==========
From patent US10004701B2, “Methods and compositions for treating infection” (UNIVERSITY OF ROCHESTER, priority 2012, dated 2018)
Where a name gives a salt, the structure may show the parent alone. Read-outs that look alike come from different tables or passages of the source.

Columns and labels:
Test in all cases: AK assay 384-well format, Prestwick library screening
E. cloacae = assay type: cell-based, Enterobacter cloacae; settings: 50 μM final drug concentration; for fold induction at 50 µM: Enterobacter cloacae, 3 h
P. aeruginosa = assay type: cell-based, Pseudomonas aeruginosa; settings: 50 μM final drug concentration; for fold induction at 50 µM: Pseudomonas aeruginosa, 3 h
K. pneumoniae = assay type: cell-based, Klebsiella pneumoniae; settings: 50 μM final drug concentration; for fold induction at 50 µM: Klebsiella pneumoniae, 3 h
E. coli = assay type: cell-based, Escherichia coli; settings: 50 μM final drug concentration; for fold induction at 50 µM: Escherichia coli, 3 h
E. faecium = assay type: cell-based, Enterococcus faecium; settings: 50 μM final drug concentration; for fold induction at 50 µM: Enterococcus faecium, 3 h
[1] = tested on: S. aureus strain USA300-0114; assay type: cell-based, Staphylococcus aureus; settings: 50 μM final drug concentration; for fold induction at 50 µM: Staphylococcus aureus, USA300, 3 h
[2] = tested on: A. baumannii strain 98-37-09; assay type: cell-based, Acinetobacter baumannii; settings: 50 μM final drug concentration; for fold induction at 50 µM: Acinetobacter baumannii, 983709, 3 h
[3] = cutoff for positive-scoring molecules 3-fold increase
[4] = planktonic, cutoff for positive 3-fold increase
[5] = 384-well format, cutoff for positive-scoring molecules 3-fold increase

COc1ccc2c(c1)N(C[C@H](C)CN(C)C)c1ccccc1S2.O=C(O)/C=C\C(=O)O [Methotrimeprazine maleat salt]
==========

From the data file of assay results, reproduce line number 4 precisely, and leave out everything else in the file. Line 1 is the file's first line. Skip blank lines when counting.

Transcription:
Test in all cases: AK assay 384-well format, Prestwick library screening